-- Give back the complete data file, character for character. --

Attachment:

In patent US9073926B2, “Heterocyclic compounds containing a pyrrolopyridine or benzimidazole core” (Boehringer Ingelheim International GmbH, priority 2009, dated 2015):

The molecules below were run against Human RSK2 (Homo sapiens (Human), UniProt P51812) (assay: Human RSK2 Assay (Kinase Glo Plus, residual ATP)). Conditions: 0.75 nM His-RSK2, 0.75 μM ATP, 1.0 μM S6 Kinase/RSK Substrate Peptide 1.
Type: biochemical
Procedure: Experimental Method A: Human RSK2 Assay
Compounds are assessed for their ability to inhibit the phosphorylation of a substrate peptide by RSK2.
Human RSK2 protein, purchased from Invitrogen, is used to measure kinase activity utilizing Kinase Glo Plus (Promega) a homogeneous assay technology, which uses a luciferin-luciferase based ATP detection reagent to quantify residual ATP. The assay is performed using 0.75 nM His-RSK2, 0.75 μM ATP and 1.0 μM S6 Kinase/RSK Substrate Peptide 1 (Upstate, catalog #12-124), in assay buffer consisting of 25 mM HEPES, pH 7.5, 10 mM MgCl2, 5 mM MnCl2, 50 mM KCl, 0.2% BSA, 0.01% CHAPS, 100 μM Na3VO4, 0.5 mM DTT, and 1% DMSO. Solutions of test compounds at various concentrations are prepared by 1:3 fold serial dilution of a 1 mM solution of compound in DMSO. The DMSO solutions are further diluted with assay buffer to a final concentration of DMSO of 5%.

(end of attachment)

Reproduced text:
In patent US9073926B2, “Heterocyclic compounds containing a pyrrolopyridine or benzimidazole core” (Boehringer Ingelheim International GmbH, priority 2009, dated 2015):

The molecules below were run against Human RSK2 (Homo sapiens (Human), UniProt P51812) (assay: Human RSK2 Assay (Kinase Glo Plus, residual ATP)). Conditions: 0.75 nM His-RSK2, 0.75 μM ATP, 1.0 μM S6 Kinase/RSK Substrate Peptide 1.
Type: biochemical
Procedure: Experimental Method A: Human RSK2 Assay
Compounds are assessed for their ability to inhibit the phosphorylation of a substrate peptide by RSK2.
Human RSK2 protein, purchased from Invitrogen, is used to measure kinase activity utilizing Kinase Glo Plus (Promega) a homogeneous assay technology, which uses a luciferin-luciferase based ATP detection reagent to quantify residual ATP. The assay is performed using 0.75 nM His-RSK2, 0.75 μM ATP and 1.0 μM S6 Kinase/RSK Substrate Peptide 1 (Upstate, catalog #12-124), in assay buffer consisting of 25 mM HEPES, pH 7.5, 10 mM MgCl2, 5 mM MnCl2, 50 mM KCl, 0.2% BSA, 0.01% CHAPS, 100 μM Na3VO4, 0.5 mM DTT, and 1% DMSO. Solutions of test compounds at various concentrations are prepared by 1:3 fold serial dilution of a 1 mM solution of compound in DMSO. The DMSO solutions are further diluted with assay buffer to a final concentration of DMSO of 5%.